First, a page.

The subject of computing science is in crisis. We are facing a number of issues resulting in fewer learners taking the subject and departments being closed – a ludicrous situation given all that we’re told about the digital economy being at the heart of Scotland’s future.
Scotland has enjoyed an enviable situation with computing science education, nationally and globally. Other countries, led by England and the US, are just starting to introduce it into schools and retrain teachers from other subject areas. But in Scotland, we have had computing science as a subject since the 1980s, with dedicated subject teachers who have relevant degrees.
We have seen money directed to the subject, with the Scottish government and Skills Development Scotland investing in the Professional Learning and Networking for Computing project (known as Plan C). This award-winning initiative has resulted in a mindshift among the teachers involved; they are now keen to make their lessons more challenging and expect all learners to understand complex topics such as programming, not just the “geeks”.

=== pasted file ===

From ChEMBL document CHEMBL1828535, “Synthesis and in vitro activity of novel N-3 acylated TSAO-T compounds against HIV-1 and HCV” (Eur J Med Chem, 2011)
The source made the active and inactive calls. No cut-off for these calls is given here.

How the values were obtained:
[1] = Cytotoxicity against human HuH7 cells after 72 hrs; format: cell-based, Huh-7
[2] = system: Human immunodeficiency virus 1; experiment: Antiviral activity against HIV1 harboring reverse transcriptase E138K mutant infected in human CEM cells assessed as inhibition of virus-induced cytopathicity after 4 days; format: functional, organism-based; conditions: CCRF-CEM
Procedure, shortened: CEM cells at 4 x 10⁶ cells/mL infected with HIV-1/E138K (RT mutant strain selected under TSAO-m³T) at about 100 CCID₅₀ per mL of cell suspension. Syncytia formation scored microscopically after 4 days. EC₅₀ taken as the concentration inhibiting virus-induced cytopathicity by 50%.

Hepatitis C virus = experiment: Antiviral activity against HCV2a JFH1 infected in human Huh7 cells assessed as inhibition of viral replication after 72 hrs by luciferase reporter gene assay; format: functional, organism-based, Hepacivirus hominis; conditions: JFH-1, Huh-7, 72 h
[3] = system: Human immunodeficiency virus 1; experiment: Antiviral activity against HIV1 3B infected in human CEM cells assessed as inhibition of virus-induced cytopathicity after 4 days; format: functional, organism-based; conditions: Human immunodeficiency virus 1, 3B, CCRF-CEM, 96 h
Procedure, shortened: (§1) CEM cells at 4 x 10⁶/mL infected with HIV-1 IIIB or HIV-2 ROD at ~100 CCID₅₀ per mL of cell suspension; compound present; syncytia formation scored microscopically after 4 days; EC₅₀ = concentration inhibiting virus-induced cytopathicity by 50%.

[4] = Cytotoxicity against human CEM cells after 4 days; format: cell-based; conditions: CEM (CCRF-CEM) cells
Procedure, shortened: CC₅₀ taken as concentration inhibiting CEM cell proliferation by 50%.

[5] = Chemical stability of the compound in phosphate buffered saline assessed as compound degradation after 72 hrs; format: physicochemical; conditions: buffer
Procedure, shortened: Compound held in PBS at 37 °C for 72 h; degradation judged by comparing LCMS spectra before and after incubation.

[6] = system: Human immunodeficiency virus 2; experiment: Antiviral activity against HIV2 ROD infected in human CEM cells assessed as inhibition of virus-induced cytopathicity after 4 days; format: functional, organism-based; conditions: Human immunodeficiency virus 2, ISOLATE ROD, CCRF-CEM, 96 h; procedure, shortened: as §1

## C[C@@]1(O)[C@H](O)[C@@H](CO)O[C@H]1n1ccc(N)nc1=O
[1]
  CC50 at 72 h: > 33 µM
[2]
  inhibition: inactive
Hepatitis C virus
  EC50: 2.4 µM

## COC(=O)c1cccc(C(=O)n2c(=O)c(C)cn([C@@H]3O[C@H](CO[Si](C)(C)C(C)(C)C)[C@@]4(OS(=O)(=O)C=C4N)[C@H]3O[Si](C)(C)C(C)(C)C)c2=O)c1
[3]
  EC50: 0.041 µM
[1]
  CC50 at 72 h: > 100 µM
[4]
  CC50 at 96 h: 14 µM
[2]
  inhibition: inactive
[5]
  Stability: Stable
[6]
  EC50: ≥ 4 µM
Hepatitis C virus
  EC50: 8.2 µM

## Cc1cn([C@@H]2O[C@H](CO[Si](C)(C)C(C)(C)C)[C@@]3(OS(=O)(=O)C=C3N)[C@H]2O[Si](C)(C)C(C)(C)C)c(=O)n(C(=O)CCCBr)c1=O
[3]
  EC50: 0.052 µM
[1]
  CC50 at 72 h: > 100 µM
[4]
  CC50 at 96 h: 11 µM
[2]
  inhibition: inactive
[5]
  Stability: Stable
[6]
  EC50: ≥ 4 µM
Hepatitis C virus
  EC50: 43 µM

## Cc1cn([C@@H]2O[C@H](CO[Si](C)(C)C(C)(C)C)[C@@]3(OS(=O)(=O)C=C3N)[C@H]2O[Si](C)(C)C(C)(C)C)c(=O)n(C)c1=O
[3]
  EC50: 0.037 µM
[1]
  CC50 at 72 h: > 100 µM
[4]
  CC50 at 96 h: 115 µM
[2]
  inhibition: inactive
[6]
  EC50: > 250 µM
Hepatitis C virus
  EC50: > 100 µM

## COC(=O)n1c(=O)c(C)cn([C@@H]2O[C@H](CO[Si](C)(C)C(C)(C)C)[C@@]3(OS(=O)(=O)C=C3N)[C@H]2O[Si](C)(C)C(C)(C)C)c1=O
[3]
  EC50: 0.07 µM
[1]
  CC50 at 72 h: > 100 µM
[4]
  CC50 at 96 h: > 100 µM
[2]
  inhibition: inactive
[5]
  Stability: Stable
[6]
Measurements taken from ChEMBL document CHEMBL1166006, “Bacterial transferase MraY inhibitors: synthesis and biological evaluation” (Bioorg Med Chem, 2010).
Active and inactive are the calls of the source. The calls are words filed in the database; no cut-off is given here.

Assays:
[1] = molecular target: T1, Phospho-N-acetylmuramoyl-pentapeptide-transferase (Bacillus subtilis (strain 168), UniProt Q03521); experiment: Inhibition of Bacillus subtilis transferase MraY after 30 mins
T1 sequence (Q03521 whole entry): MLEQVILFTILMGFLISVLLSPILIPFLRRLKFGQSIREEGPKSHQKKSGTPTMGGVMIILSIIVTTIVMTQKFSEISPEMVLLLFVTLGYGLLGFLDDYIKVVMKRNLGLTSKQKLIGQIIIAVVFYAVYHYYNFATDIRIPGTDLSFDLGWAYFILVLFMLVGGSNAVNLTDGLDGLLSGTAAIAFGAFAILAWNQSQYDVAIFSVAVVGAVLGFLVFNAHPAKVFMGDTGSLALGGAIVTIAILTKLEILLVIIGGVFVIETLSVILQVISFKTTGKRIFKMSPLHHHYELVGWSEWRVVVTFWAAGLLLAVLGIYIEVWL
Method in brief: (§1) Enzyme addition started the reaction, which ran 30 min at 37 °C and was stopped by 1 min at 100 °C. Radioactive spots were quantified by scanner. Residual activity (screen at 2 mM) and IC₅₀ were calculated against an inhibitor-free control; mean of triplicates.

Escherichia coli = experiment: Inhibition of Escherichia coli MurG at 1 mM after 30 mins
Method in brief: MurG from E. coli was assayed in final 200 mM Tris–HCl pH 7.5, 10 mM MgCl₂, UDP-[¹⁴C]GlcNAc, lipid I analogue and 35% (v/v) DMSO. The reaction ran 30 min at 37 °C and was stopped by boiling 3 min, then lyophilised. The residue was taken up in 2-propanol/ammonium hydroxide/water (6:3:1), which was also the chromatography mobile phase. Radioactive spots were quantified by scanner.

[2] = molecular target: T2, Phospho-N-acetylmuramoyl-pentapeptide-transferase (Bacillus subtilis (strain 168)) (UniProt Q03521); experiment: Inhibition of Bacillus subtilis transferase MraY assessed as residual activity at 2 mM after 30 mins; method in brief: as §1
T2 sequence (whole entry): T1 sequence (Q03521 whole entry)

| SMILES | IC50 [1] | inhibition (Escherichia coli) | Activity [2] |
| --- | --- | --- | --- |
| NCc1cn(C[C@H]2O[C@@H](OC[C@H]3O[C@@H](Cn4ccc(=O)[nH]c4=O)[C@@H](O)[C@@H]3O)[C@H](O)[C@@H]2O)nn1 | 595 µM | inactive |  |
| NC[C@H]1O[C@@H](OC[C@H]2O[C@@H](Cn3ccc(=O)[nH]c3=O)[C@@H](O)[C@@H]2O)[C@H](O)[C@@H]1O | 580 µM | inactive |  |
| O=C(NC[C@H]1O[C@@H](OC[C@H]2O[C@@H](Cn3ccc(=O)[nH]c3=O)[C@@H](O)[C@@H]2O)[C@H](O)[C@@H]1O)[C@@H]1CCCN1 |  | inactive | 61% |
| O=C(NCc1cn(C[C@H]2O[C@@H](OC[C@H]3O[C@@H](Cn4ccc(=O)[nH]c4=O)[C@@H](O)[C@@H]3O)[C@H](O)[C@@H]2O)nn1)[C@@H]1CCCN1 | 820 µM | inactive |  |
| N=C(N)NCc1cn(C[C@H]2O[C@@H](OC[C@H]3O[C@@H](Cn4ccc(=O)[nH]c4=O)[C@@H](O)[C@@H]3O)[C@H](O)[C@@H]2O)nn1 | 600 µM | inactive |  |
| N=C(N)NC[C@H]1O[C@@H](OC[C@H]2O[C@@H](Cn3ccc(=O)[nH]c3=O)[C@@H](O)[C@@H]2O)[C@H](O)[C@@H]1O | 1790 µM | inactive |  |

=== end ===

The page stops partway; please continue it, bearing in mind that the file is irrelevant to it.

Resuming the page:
So what’s gone wrong? Teacher numbers are dropping dramatically and departments have closed. English schools are recruiting heavily and attracting our graduates and probationers, and there are thousands of unfilled vacancies in Scottish tech firms tempting overworked and underappreciated teachers away from education.
We’re also failing to attract sufficient numbers of new graduates into the profession. The replenishment rate for computing science is the lowest of all subjects, at just 2 per cent, with half of teacher-training spaces going unfilled. This is a problem the world over, so universities and government need to be more creative in attracting new graduates into computing-science teaching, rather than seeing them opt for a lucrative industry job.
The appalling National 5 computing science exam paper last month hasn’t helped. Our members highlighted errors in 19 out of 21 questions in the paper. These ranged from mistakes in programming code to questions that could not be answered. We are concerned that this will have affected the performance and shaken the confidence of many candidates.
We are also worried that this will affect the number of learners who choose to study our subject. We need to attract more pupils into computing science, not scare them away with over-assessment and impossible exam questions.
There are fantastic job opportunities in areas such as cyber-security, robotics and computer vision. Scotland has an amazing range of employers, from small start-ups to “unicorn” companies – start-ups valued at over $1 billion (£700 million), like Skyscanner and FanDuel – and tech giants including Amazon and Microsoft.
Employees can work in fun, flexible workplaces anywhere in the world – we just need to persuade more learners to choose this exciting career path.
Kate Farrell is an executive committee member for Computing at School Scotland, which represents computing science teachers